- Aquarius (constellation)
name = Aquarius
abbreviation = Aqr
genitive = Aquarii
symbology = the Water-bearer
RA = 23
areatotal = 980
arearank = 10th
numbermainstars = 10, 22
numberbfstars = 97
numberstarsplanets = 5
numberbrightstars = 2
numbernearbystars = 4
brighteststarname = β Aqr (Sadalsuud)
starmagnitude = 2.9
neareststarname = EZ Aqr
stardistance = 11.3
numbermessierobjects = 3
March Aquarids Eta Aquarids Delta Aquarids Iota Aquarids
bordering = Pisces
Capricornus Piscis Austrinus
latmax = 65
latmin = 90
month = October
Aquarius (pron-en|əˈkwɛəriəs, _la.
water-bearer "or" cup-bearer) is the eleventh sign of the zodiac, situated between Capricornusand Pisces. Its symbol is (), Unicode|Unicode ♒.
Aquarius is one of the oldest recognized constellations along the
zodiac, the sun's apparent path. It is found in a region often called the Sea due to its profusion of watery constellations such as Cetus, Pisces, Eridanus, etc. Sometimes, the river Eridanus is depicted spilling from Aquarius' watering pot.
Notable planetary systems
Gliese 876is the first planetary systemfound around the red dwarfstar. The planetary system has three planets, including one terrestrial planet6-8 times the mass of Earth.
91 Aquarii bis a planet found around the orange giantstar. The mass is 2.9 times Jupiterand the semimajor axis of 0.3 AU.
* Gliese 849 b is the first long-period Jupiter-like planet found around the red dwarf star. The semimajor axis is 2.35 AU and has mass of 0.82 Jupiter.
Notable deep sky objects
There are three
deep sky objects that are on the Messier catalog: the globular clusters Messier 2, Messier 72, and the open cluster Messier 73.
planetary nebulae are located in Aquarius: the Saturn Nebula(NGC 7009), to the southwest of η Aquarii; and the famous Helix Nebula(NGC 7293), southwest of δ Aquarii.
The best-known myth identifies Aquarius with Ganymede, a beautiful youth with whom
Zeusfell in love, and whom he (in the disguise of an eagle, represented as the constellation Aquila) carried off to Olympus to be cup bearer to the gods. Crater is sometimes identified as his cup.
Aquarius generally resembles the figure of a man, and when considering fainter humanly visible stars, it takes on the image of a man with a bucket from which is pouring a stream. Aquarius was also identified as the pourer of the waters which flooded the earth in the Great Flood, in the ancient Greek version of the myth. As such, the constellation Eridanus was sometimes identified as being a river poured out by Aquarius.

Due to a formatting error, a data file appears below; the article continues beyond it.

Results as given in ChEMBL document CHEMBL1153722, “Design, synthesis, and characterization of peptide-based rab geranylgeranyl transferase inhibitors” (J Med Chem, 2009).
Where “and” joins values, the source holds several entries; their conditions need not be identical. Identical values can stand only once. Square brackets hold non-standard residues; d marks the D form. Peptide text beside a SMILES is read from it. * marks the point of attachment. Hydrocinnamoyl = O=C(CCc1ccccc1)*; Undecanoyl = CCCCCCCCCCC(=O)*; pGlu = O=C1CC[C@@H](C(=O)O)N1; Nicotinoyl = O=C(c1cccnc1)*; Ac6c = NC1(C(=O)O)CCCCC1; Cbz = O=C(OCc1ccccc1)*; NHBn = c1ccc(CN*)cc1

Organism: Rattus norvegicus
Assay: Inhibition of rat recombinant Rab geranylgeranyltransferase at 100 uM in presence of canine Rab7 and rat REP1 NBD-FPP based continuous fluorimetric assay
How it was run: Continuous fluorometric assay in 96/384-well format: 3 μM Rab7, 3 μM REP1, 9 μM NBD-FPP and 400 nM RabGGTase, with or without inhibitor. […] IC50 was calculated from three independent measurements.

It may also, together with the constellation Pegasus, be part of the origin of the myth of the
Mares of Diomedes, which forms one of The Twelve Laboursof Heracles. Its association with pouring out rivers, and the nearby constellation of Capricornus, may be the source of the myth of the Augean stable, which forms another of the labours.
astrological signAquarius of the tropical zodiac( January 20/21– February 18/19)ref_label|A|a|none differs from the astronomical constellation and the Hindu astrological sign of the sidereal zodiac ( February 16– March 11).
According to astrology we are now living in the Age of Aquarius. Each Age is 2500 years long, approximately, the Precession of the Equinoxes marking the beginning and end of each Age.
The stars of the constellation Aquarius can be connected in an alternative way, which graphically shows the water bearer running while holding a vessel from which water is spilling.
The water bearer's torso is formed by the stars α Aqr and β Aqr, with β Aqr being of the third magnitude.
The water bearer is holding a vessel, perhaps a jar, which is formed by the stars ψ¹ Aqr, φ Aqr, λ Aqr, τ Aqr, and δ Aqr. The open top of the vessel consists of the triangle of stars ψ¹ Aqr, φ Aqr, and λ Aqr.
Water is being poured from the vessel in a pair of streamlines. The streamline on the left is formed by the stars ψ¹ Aqr, 98 Aqr, 99 Aqr, and 101 Aqr. The streamline on the right is formed by the stars ψ¹ Aqr, 88 Aqr, 89 Aqr, and 86 Aqr.
Note_label|A|a|none a. Depending on the source, the dates are either from January 21 to February 19, or from January 20 to February 18.
* Ian Ridpath and Wil Tirion (2007). "Stars and Planets Guide", Collins, London. ISBN 978-0007251209. Princeton University Press, Princeton. ISBN 978-0691135564.
* H. A. Rey, "The Stars—A New Way To See Them". Enlarged World-Wide Edition. Houghton Mifflin, Boston, 1997. ISBN 0-395-24830-2.
* [http://www.allthesky.com/constellations/aquarius/ The Deep Photographic Guide to the Constellations: Aquarius]
* [http://www.nightskyinfo.com/constellations/aquarius/ NightSkyInfo.com: Constellation Aquarius]
* [http://www.wikisky.org/?object=Aquarius&zoom=2 WIKISKY.ORG: Aquarius constellation]
* [http://www.ianridpath.com/startales/aquarius.htm Star Tales – Aquarius]
Wikimedia Foundation. 2010.